While scholarly conversations, both formal and informal, show an engagement by those in the field with issues of labor, economics, and work, the discussions have been limited. This lack in the field forms the core of both books. As both works argue, composition workers, graduate students, adjunct instructors, and tenure-track professors, can ill afford to ignore the labor structures in their departments, institutions, and communities. In turn, both publications, through different means, strive for the same ends: more equitable and fair working conditions for all literacy workers in educational institutions. As a means to these ends, Marshall and Bousquet, Scott, and Parascondola interrogate and assemble varying, and at times contradictory, illustrations of the labor problems and possible solutions. And, it is in these investigations of the current labor situation, more so than the solutions, that both works offer, sadly, illuminating exposure to the dark side of composition, an exposure from which all literacy workers, and hopefully, the field, will benefit.
Labor and Composition
To shed some much needed and overdue light on the complicated and expansive labor issues in writing programs, Marc Bousquet, Tony Scott, and Leo Parascondola offer their edited collection, Tenured Bosses and Disposable Teachers: Writing Instruction in the Managed University. Building upon a recent special issue of Workplace: A Journal for Academic Labor, the editors assemble a large collection of essays that not only investigates the troubling labor structure of writing programs but pushes towards equitable solutions. This collection provides a thorough consideration of academic labor that will prove vital to all workers in the field of rhetoric and composition.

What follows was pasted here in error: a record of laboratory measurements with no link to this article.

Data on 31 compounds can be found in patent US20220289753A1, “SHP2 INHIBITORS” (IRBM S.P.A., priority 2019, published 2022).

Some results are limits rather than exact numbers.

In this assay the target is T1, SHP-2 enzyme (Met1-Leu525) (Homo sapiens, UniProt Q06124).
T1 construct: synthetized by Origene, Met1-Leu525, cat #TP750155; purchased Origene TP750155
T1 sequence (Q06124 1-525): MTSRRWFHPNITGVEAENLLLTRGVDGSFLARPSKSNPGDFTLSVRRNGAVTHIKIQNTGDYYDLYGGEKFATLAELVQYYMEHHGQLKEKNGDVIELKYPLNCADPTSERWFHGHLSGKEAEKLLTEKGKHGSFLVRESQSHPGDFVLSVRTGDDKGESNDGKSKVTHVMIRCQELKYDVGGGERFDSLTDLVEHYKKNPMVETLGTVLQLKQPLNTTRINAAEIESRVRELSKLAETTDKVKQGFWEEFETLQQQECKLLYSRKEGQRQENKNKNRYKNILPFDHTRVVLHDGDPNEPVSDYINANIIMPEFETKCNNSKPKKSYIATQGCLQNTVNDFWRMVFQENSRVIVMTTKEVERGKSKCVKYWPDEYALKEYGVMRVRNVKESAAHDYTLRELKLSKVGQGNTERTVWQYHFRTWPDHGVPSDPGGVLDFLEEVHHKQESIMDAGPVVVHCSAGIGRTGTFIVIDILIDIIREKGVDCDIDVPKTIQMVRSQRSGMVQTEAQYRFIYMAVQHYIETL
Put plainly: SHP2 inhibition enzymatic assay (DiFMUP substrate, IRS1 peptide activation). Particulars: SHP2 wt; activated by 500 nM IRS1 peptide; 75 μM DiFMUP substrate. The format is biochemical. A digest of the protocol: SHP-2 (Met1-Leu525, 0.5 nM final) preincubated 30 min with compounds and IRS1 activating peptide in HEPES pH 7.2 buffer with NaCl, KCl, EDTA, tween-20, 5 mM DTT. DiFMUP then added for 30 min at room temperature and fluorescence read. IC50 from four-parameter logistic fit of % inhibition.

The collection is divided into four sections and is book-ended by two scholars' reflections on the connection of writing programs to labor issues in higher education in general. Randy Martin, editor of the invaluable collection Chalk Lines: The Politics of Work in the Managed University, provides a foreword to the collection, in which he argues that rather than seeing the rise of services as the end of industrialization these "service" industries, such as higher education, have been industrialized. In an industrialized university, a university that functions as the portal to the "post-industrialized world", composition, as a lone general requirement, will be best positioned when it "acknowledges the politics of its own labors" (xi). Marc Bousquet, in his introduction to the collection, "Does a 'Good Job Market in Composition' Help Composition Labor?", begins to investigate the politics of composition's labors by acknowledging that there is something different about the field of rhetoric and composition in terms of employability and the role of management in employment. Positioning rhetoric and composition as the canary in the mine for the academy, Bousquet sees the field's employment structure, "where as much as 93 percent of all sections are taught by graduate students and other 'disposable' teachers," as an exemplar of future labor relations in the managed university (4-5).